“Generally, the likelihood function is the joint density (or probability function for discrete variables), de fined as a function of the unknown parameters…” (math stuff omitted)
“This estimator is rarely available, since the second derivatives of the log-likelihood function are often complicated nonlinear functions of the data whose exact expected values will be unknown. The estimator is
positive de finite provided θ(0) is identi ed, and therefore usually positive de finite in fi nite samples.”
I just got thinking. This makes perfect sense, I understand what’s being said. But how many assumptions about prior knowledge does it take to get a likelihood of 0,5 of someone understanding all of this? Regular reader ‘Plamus’ knows this stuff, I’m sure about that, but is he even in the majority or not of my readers? How many such sentences would I meet if I started reading a book on histology? (I know the answer to that and my respect for doctors went up after that.)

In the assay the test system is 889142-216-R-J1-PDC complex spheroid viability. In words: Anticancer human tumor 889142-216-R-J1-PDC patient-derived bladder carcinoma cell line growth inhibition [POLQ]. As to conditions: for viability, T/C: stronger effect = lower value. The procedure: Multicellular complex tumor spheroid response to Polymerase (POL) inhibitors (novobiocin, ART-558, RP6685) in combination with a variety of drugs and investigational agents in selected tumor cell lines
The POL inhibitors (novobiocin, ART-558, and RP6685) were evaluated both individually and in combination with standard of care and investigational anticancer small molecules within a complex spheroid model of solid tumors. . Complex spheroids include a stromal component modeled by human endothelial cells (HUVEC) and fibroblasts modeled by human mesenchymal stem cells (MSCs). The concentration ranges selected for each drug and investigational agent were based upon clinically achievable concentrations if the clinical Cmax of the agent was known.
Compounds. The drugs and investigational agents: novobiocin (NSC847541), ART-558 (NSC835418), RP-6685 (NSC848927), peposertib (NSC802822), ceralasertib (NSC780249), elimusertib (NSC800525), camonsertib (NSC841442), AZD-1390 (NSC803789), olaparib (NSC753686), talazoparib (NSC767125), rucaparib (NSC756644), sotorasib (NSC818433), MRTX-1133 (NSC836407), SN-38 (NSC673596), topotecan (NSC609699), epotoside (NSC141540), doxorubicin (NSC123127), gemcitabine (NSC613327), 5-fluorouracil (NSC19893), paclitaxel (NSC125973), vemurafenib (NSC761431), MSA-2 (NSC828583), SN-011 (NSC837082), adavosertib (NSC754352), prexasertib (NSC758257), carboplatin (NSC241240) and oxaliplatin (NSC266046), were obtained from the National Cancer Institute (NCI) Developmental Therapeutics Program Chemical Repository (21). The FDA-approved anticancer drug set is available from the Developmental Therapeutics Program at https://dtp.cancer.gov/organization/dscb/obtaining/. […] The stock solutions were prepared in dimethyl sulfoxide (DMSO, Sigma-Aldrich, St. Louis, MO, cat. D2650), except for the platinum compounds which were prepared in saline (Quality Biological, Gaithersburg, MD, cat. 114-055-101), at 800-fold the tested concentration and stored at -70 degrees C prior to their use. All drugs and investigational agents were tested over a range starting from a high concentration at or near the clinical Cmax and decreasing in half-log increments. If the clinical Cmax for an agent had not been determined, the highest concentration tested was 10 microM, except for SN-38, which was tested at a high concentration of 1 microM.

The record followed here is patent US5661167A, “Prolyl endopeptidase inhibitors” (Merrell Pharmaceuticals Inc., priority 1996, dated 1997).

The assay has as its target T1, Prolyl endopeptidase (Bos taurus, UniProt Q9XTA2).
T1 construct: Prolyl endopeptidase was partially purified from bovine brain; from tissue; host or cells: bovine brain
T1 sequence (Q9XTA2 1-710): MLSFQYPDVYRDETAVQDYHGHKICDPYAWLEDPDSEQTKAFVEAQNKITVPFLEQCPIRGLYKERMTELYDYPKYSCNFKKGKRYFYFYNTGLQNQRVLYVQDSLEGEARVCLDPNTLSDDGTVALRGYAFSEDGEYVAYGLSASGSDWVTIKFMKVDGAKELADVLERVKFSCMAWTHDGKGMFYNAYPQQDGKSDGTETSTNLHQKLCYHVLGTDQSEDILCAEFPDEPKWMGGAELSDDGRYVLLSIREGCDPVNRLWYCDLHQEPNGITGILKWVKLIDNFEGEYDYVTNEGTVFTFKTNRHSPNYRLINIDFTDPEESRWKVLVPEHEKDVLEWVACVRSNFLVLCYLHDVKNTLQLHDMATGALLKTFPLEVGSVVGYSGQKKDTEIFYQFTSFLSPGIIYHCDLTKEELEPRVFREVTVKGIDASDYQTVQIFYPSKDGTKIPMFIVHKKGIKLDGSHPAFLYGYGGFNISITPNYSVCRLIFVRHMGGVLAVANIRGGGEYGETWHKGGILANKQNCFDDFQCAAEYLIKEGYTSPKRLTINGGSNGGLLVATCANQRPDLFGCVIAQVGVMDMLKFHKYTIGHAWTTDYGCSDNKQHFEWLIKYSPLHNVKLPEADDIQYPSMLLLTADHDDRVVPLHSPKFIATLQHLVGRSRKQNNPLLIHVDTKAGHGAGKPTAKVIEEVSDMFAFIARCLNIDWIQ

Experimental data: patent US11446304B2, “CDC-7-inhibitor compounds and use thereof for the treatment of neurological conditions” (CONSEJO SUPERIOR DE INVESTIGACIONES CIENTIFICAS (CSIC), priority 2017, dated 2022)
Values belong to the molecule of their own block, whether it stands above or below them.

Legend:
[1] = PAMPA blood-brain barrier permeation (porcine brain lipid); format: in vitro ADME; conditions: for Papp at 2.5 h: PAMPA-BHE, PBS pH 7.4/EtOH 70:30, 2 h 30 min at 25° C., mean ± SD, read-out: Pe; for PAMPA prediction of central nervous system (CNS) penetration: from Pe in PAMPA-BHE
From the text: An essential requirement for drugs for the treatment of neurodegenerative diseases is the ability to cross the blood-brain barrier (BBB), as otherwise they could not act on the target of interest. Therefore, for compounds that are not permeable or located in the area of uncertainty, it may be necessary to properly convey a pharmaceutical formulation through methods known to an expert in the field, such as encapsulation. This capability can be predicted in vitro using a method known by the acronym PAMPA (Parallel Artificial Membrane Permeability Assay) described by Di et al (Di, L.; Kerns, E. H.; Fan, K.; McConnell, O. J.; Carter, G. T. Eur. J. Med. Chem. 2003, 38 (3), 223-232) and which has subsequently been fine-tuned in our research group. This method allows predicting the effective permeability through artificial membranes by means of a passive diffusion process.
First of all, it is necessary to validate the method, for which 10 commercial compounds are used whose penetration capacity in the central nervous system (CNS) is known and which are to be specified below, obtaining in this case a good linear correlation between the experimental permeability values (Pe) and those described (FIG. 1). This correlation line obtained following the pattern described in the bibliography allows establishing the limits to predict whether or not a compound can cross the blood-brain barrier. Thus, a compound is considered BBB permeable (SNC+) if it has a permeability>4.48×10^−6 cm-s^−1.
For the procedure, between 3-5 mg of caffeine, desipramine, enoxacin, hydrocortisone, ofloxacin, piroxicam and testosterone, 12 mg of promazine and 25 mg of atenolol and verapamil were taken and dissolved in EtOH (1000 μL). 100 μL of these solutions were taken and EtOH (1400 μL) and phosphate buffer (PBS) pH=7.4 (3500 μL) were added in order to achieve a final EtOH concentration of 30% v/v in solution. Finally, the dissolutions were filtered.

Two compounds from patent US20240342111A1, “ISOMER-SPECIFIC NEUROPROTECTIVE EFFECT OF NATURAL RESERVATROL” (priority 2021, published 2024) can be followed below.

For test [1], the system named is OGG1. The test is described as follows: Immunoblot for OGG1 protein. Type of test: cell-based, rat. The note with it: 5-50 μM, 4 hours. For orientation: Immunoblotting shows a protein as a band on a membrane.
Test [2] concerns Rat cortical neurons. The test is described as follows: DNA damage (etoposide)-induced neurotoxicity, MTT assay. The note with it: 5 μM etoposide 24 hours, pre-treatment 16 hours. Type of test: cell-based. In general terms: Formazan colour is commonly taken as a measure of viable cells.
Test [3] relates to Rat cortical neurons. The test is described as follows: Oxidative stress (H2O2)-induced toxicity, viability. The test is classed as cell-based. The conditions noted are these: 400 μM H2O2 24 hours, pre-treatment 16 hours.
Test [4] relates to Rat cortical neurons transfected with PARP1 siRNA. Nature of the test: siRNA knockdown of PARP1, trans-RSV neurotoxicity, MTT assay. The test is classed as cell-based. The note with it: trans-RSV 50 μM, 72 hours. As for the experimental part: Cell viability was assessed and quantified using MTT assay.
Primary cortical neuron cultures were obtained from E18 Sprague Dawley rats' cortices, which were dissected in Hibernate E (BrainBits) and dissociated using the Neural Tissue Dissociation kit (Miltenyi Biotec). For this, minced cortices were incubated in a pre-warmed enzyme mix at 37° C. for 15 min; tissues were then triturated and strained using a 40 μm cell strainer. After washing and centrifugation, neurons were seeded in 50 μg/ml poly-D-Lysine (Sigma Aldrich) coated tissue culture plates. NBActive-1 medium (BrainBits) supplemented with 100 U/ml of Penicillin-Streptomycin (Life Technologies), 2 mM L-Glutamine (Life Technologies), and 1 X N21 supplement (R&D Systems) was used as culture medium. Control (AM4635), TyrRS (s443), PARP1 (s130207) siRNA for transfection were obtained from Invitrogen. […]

It’s not the marginal piece of information that’s a problem. It’s all the stuff you need to know and remember in order to understand the marginal piece of information.